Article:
Instead western news media like the BBC have reached new depths in their historical revisionism in recent days. With the BBC’s absolute skewering of the truth and ugly tone about Israel and Israelis (most recently in its reporting on the Six-Day War), it is not surprising that anti-Semitism has increased in Britain more than in almost any other country in the west in recent years.

Additionally, dozens of people have been kidnapped in Gaza, but the BBC has barely mentioned them in its daily reports about its kidnapped Gaza correspondent, Alan Johnston.

For example, a group of 15 armed men burst into the ministry of finance in the center of Gaza City and abducted the general director, Hashim Abu Nada, but the western media didn’t report it. (Abu Nada is former general director of Yasser Arafat’s office, and the administrator of hundreds of millions of dollars of western aid.)

In its world news bulletin a few minutes ago, for example, BBC World radio again mentioned that Johnston had been kidnapped but didn’t mention the gun attack on the Palestinian cabinet meeting today.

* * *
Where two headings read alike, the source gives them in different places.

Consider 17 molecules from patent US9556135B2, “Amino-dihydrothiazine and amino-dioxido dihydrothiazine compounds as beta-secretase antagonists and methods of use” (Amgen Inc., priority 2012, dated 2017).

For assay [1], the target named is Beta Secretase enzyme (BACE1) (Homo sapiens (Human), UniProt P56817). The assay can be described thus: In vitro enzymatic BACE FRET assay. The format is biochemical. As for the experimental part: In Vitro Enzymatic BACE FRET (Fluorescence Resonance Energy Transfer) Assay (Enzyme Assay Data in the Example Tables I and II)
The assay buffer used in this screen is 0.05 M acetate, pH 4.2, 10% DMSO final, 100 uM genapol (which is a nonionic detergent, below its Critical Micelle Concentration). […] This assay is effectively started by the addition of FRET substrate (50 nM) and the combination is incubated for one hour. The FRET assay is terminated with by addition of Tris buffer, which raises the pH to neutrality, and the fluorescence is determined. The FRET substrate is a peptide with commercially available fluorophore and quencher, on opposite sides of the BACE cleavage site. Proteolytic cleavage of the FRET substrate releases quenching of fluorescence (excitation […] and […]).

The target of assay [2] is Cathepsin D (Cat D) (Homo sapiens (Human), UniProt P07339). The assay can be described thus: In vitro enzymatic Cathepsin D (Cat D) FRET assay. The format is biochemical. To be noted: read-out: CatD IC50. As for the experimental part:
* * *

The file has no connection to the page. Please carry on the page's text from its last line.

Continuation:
PALESTINIAN JOURNALISTS ANGRY AT USE OF “TV” VEHICLE IN ATTACK

The Palestinian journalists’ union yesterday criticized militants for using a vehicle marked with a “TV” sign to enter Israel on Saturday and attempt to kidnap Israeli soldiers.

“The use of vehicles that carry ‘Press’, ‘TV’ or other signs... expose journalists’ lives to danger, gives the Israeli occupation a pretext to target and kill journalists and restricts their ability to perform their professional and national duties,” the Palestinian Journalist Syndicate said.

The Jerusalem-based Foreign Press Association said in a statement the use of a vehicle marked with TV insignia represented “abuse of this recognized protection for the working journalist” and was “a grave development.” (Full article below.)

Neither organization bothered to condemn the attempt to kidnap Israelis, only the misuse of press credentials.

LEBANON CAMP BATTLE ENTERS 4TH WEEK, DEATH TOLL RISES

Fighting between the Lebanese army and Islamic militants in north Lebanon has entered its fourth week. Dozens of Palestinian civilians at the Nahr al-Bared Palestinian refugee camp, where the militants are based, have been killed. It is Lebanon’s worst internal violence since the 1975-1990 civil war.

The Lebanese army has refused to allow Red Cross ambulances in to treat the injured civilians, some of whom are lying bleeding to death in the street, according to Reuters. Can you imagine the outcry at the UN, Arab League, European Union, human rights groups and in the international media if Israel had behaved this way?

HAMAS DOUBLES ITS WARHEAD SIZE